I’ve never made a loaf of homemade bread in my life. IN MY LIFE. The mere mention of starters and kneading and rolling and rising and etc. is enough to send me into a cold sweat. It’s just always seemed like a whole lot of trouble considering that I can pick up a loaf at the store and never even have to turn on my oven, thank you very much.
Lately, however, I’ve had a little bit of a change of heart. For the last few months I’ve been trying to eliminate “convenience” foods from our meals – with the exception of the occasional box of Cheez-Its, DON’T YOU JUDGE ME – and I’ve been looking for ways to make things I would ordinarily buy. That’s why I can now make a pretty decent homemade pizza crust, and it’s why my favorite new smell in the world is a pot of black beans simmering on the stove (oh, cumin – you do marvelous work).
Last week I picked up the May issue of Food Network Magazine (I LOVE IT), and I noticed a recipe for No-Knead Peasant Bread. I read the directions and thought it sounded do-able, but I wondered if it was way more complicated than the recipe indicated. After a little research, though, I discovered that Jaden at Steamy Kitchen has a similar recipe on her site, and for me that was confirmation that I needed to try it.
All that to say: I finally worked up the nerve to make my first loaf of homemade bread. And I used Jaden’s recipe, just FYI.
Sunday afternoon I mixed the dough together, covered it and let it sit tight for 24 hours. Monday afternoon I floured the dough, turned under the edges, then wrapped it in a floured dishtowel and put it back in the bowl. Two hours later I flipped the dough into a Dutch oven (SO BRILLIANT, THAT METHOD), followed the instructions, and 45 minutes later my house smelled like heaven.
It tasted better than anything ever should. Alex just ate buttered bread for supper, in fact. Couldn’t be bothered with anything else.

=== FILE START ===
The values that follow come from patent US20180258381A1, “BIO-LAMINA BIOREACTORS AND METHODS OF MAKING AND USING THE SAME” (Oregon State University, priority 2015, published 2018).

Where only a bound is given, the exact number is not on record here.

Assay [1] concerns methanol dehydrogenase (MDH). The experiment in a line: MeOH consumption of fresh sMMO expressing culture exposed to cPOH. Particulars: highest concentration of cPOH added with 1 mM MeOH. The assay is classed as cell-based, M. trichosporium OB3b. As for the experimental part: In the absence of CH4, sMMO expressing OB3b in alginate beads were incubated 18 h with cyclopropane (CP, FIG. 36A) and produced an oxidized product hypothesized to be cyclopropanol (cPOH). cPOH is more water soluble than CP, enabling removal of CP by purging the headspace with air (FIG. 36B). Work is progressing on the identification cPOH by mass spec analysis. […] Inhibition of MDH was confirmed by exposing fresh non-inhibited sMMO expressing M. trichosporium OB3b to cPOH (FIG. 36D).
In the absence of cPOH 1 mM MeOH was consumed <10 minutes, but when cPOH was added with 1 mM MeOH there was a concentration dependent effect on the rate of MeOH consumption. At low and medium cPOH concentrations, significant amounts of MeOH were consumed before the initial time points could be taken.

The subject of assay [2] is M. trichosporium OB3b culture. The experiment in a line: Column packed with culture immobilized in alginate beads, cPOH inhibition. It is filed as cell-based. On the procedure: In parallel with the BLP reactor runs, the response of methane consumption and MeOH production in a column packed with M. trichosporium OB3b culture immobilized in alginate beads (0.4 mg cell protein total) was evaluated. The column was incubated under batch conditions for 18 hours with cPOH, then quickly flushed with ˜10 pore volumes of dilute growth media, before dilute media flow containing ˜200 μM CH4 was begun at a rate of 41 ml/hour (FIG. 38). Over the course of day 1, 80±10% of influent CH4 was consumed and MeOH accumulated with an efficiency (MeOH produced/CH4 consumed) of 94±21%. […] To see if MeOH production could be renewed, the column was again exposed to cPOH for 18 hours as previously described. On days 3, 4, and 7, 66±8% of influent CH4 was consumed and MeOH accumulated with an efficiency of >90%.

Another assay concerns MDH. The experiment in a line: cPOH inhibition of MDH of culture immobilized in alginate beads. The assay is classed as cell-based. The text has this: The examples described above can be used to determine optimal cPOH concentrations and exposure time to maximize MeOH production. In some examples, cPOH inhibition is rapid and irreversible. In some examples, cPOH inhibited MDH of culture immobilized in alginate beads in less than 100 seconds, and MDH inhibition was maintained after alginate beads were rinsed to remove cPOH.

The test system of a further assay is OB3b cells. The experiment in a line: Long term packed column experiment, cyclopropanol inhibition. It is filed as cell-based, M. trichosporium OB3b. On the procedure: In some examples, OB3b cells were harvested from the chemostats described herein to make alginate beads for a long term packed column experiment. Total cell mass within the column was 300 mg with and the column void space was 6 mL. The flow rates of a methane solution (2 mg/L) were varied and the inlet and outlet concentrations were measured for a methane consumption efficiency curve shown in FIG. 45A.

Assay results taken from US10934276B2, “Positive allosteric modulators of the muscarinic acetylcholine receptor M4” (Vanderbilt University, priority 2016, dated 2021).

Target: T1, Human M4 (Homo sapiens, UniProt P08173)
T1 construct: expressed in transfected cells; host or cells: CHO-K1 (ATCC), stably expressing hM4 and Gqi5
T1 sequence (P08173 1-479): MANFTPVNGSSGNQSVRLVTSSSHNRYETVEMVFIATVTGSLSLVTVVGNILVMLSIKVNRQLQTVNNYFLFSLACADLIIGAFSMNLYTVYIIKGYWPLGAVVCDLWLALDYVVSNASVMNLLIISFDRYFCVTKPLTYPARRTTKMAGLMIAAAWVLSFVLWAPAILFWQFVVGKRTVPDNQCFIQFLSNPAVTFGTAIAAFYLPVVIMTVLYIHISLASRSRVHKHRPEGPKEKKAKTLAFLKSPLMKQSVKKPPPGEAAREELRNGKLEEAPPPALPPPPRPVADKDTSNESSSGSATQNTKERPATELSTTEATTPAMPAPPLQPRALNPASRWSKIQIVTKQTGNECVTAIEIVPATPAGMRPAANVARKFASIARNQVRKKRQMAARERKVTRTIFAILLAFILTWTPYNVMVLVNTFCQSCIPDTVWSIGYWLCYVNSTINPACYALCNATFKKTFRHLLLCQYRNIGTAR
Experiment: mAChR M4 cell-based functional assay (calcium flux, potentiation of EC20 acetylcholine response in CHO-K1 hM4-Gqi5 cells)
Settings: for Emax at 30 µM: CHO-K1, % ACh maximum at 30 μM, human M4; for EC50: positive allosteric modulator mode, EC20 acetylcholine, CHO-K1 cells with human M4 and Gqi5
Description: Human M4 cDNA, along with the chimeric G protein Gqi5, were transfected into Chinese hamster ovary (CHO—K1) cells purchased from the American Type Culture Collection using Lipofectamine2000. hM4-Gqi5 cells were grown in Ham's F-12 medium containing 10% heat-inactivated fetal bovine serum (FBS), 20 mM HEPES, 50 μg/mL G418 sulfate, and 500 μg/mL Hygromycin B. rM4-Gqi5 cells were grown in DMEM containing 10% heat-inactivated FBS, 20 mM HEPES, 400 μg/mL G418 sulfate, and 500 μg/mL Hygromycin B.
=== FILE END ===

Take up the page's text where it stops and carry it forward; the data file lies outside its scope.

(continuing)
But the grown-ups kicked the bread up a notch, oh yes we did.
Sunday night I made a batch oven-dried tomatoes and stored them in the refrigerator. These tomatoes are DIVINE and have so much flavor – which is a bit of a wonder considering the state of tomatoes in April. I also made a big pot of homemade black beans (2 cups soaked beans, sauteed onion and garlic, salt, cumin, chili powder and red pepper brought to a boil in 6 cups of water, then simmered for 2 1/2-3 hours – with about half a teaspoon of red wine vinegar added after they’re done).
Once the bread was ready Monday night, I made a little Feta yogurt sauce (1 cup plain nonfat yogurt, 1/2 container crumbled Feta, 1 teaspoon dried dill or 1 tablespoon fresh). David and I spread some yogurt sauce on our homemade bread, then topped it with black beans and oven-dried tomatoes.
OH MY WORD THERE ARE NO WORDS.
(And please excuse the shadow of my phone in the picture.)
(Remember, I am a reliably dreadful photographer.)
We absolutely loved the combo of the bread with the other stuff. It was fresh and tasty and crunchy and hearty. We decided to call it International Bruschetta (a little Greek, a little Italian, a little Mexican) – except that it wasn’t really bruschetta because I didn’t toast the bread, but that is merely a technicality. And you could do all sorts of toppings: a favorite cheese, roasted eggplant, roasted garlic, shredded parmesan on top of pesto sauce, a Caprese salad on top of the bread – I could go on and on and on. There was actually a walnut-pepper spread in the magazine that looked delicious, not to mention glazed figs – but I think my people would revolt if I served them either of those options.
Regardless, I still can’t get over how easy it was to make bread in a Dutch oven. I HAD NO IDEA THIS WAS POSSIBLE. I think my life is changed forever. In fact, I think this is going to be the spring of eating Homemade Bread With Some Stuff On Top Of It for supper.
And I can’t wait.